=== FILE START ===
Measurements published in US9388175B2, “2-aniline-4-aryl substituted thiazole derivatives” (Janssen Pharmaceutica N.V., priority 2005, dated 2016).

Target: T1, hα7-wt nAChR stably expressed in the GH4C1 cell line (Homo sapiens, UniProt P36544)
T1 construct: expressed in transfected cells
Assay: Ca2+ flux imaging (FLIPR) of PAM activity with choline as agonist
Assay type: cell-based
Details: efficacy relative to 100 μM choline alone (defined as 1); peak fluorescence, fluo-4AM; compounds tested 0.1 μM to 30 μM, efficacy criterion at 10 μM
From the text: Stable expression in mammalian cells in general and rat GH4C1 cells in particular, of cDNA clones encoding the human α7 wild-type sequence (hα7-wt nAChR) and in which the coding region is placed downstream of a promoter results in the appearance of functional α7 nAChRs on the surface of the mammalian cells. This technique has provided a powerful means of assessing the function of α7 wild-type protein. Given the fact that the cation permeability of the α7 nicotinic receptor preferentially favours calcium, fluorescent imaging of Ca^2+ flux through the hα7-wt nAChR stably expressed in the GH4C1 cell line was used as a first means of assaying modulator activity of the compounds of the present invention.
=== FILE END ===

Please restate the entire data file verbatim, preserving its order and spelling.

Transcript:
Measurements published in US9388175B2, “2-aniline-4-aryl substituted thiazole derivatives” (Janssen Pharmaceutica N.V., priority 2005, dated 2016).

Target: T1, hα7-wt nAChR stably expressed in the GH4C1 cell line (Homo sapiens, UniProt P36544)
T1 construct: expressed in transfected cells
Assay: Ca2+ flux imaging (FLIPR) of PAM activity with choline as agonist
Assay type: cell-based
Details: efficacy relative to 100 μM choline alone (defined as 1); peak fluorescence, fluo-4AM; compounds tested 0.1 μM to 30 μM, efficacy criterion at 10 μM
From the text: Stable expression in mammalian cells in general and rat GH4C1 cells in particular, of cDNA clones encoding the human α7 wild-type sequence (hα7-wt nAChR) and in which the coding region is placed downstream of a promoter results in the appearance of functional α7 nAChRs on the surface of the mammalian cells. This technique has provided a powerful means of assessing the function of α7 wild-type protein. Given the fact that the cation permeability of the α7 nicotinic receptor preferentially favours calcium, fluorescent imaging of Ca^2+ flux through the hα7-wt nAChR stably expressed in the GH4C1 cell line was used as a first means of assaying modulator activity of the compounds of the present invention.